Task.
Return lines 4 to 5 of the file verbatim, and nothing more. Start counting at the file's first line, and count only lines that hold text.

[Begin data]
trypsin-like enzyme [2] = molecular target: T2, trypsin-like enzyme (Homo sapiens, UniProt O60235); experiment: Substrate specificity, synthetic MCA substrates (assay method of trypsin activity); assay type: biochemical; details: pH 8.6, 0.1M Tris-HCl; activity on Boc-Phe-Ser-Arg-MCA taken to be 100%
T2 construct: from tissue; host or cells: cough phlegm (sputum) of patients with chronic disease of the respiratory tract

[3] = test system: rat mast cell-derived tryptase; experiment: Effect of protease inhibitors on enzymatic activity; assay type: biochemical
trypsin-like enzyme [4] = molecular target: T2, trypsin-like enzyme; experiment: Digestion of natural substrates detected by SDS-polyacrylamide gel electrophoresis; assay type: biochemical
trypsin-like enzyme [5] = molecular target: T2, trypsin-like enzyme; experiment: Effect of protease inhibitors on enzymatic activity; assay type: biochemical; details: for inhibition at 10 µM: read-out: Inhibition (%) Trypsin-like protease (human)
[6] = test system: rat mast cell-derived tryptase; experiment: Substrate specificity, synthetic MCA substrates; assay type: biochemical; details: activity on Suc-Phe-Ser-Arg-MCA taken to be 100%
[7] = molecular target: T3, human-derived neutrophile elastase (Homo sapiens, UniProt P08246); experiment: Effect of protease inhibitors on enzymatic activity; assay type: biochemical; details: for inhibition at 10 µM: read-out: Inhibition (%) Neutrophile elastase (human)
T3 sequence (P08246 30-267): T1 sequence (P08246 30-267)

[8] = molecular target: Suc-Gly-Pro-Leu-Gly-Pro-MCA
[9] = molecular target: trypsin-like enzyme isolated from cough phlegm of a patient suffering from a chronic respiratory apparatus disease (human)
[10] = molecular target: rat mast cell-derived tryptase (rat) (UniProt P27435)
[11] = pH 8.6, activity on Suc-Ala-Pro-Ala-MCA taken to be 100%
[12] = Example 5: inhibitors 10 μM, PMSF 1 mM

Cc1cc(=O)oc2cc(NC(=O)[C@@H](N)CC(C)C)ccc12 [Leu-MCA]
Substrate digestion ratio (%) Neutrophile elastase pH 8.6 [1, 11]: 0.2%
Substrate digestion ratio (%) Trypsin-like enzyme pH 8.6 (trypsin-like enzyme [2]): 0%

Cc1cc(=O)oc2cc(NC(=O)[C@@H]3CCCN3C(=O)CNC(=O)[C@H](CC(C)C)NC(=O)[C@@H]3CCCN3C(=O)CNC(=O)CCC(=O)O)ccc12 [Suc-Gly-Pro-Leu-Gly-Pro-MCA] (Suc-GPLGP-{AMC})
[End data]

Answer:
trypsin-like enzyme [4] = molecular target: T2, trypsin-like enzyme; experiment: Digestion of natural substrates detected by SDS-polyacrylamide gel electrophoresis; assay type: biochemical
trypsin-like enzyme [5] = molecular target: T2, trypsin-like enzyme; experiment: Effect of protease inhibitors on enzymatic activity; assay type: biochemical; details: for inhibition at 10 µM: read-out: Inhibition (%) Trypsin-like protease (human)